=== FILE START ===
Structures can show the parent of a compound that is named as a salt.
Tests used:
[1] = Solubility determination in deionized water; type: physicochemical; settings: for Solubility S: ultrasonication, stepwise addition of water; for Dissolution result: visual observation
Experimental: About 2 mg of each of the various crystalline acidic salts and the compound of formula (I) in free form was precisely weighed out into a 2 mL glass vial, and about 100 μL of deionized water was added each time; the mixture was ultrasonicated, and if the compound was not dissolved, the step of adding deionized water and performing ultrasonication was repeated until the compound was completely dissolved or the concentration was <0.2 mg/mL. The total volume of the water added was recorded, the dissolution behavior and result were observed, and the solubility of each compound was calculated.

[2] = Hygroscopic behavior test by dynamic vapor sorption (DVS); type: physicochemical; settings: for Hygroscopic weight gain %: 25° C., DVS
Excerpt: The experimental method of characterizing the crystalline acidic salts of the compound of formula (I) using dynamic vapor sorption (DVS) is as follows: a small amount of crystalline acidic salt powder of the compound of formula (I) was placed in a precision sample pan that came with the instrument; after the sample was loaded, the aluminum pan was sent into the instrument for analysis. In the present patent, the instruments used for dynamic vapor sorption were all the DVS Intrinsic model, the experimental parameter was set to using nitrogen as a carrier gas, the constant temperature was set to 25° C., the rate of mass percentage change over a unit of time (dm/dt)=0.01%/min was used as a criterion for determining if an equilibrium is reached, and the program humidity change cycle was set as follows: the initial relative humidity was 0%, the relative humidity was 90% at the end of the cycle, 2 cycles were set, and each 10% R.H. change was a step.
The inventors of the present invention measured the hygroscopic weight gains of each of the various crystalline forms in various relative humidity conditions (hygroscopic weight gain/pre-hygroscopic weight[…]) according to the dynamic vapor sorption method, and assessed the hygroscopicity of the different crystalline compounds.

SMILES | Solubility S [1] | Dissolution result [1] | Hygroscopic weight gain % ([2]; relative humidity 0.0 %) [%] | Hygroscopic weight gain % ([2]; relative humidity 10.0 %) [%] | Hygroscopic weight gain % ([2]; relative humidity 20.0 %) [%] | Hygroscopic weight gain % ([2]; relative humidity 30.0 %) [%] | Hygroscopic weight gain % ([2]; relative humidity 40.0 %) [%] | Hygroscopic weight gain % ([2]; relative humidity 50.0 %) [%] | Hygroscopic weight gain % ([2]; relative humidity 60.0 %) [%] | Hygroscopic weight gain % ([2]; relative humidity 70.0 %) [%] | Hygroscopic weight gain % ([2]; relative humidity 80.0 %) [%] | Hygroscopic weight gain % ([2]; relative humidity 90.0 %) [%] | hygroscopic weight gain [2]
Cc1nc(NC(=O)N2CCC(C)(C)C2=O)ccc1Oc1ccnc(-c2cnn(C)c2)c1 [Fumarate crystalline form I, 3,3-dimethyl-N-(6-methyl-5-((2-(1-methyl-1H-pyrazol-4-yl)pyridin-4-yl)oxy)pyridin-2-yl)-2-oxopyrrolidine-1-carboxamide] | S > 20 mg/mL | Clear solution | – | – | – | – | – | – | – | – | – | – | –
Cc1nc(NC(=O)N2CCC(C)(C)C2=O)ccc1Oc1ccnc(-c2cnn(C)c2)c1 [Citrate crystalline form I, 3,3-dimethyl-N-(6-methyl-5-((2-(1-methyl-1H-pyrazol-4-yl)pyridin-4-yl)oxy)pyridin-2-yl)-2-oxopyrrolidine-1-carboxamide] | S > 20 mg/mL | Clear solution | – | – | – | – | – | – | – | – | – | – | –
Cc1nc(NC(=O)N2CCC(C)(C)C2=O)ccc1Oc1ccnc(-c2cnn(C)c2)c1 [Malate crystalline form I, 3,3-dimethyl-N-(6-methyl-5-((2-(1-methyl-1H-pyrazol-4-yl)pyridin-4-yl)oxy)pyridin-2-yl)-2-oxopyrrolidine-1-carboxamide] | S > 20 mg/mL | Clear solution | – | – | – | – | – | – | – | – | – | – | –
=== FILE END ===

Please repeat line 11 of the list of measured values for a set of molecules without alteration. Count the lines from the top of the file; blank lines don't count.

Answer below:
Cc1nc(NC(=O)N2CCC(C)(C)C2=O)ccc1Oc1ccnc(-c2cnn(C)c2)c1 [Malate crystalline form I, 3,3-dimethyl-N-(6-methyl-5-((2-(1-methyl-1H-pyrazol-4-yl)pyridin-4-yl)oxy)pyridin-2-yl)-2-oxopyrrolidine-1-carboxamide] | S > 20 mg/mL | Clear solution | – | – | – | – | – | – | – | – | – | – | –